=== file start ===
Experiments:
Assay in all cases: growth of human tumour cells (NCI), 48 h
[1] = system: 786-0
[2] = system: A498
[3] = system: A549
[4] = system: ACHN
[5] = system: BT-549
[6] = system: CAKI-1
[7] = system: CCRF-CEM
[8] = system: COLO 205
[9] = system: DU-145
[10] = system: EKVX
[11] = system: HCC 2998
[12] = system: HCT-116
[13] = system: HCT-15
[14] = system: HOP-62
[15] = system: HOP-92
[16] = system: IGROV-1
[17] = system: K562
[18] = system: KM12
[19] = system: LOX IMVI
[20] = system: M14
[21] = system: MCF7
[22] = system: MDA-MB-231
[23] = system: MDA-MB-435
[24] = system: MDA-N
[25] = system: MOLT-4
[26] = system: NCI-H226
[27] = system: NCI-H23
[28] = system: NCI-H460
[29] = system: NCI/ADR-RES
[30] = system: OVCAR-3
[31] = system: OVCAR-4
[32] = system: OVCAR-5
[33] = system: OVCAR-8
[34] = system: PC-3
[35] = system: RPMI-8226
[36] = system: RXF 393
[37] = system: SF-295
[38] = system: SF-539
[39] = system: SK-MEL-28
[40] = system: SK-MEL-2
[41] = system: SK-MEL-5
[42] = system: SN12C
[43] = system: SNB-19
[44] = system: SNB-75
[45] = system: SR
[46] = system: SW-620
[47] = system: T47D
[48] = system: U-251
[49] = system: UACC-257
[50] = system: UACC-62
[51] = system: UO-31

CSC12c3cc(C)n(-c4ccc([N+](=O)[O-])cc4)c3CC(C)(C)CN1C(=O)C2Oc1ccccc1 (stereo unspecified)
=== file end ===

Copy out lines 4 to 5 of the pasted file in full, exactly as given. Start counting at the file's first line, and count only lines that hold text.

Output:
[2] = system: A498
[3] = system: A549